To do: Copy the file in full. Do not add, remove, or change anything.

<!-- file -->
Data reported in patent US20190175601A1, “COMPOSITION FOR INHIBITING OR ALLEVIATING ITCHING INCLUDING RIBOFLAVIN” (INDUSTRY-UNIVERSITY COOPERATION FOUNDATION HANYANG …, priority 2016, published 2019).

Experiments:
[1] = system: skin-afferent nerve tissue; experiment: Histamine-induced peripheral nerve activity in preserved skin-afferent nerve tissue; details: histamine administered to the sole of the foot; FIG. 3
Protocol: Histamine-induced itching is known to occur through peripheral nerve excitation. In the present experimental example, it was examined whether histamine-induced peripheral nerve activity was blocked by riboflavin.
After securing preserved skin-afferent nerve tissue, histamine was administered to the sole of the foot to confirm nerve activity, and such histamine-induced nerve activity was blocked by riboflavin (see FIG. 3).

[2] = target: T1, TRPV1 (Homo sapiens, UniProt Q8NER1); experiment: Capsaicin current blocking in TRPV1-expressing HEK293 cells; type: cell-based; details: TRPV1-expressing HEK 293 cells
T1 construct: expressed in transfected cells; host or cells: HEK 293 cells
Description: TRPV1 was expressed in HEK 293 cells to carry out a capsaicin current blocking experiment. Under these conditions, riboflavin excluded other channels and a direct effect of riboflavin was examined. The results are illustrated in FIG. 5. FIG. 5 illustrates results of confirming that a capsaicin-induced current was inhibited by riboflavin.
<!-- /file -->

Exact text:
Data reported in patent US20190175601A1, “COMPOSITION FOR INHIBITING OR ALLEVIATING ITCHING INCLUDING RIBOFLAVIN” (INDUSTRY-UNIVERSITY COOPERATION FOUNDATION HANYANG …, priority 2016, published 2019).

Experiments:
[1] = system: skin-afferent nerve tissue; experiment: Histamine-induced peripheral nerve activity in preserved skin-afferent nerve tissue; details: histamine administered to the sole of the foot; FIG. 3
Protocol: Histamine-induced itching is known to occur through peripheral nerve excitation. In the present experimental example, it was examined whether histamine-induced peripheral nerve activity was blocked by riboflavin.
After securing preserved skin-afferent nerve tissue, histamine was administered to the sole of the foot to confirm nerve activity, and such histamine-induced nerve activity was blocked by riboflavin (see FIG. 3).

[2] = target: T1, TRPV1 (Homo sapiens, UniProt Q8NER1); experiment: Capsaicin current blocking in TRPV1-expressing HEK293 cells; type: cell-based; details: TRPV1-expressing HEK 293 cells
T1 construct: expressed in transfected cells; host or cells: HEK 293 cells
Description: TRPV1 was expressed in HEK 293 cells to carry out a capsaicin current blocking experiment. Under these conditions, riboflavin excluded other channels and a direct effect of riboflavin was examined. The results are illustrated in FIG. 5. FIG. 5 illustrates results of confirming that a capsaicin-induced current was inhibited by riboflavin.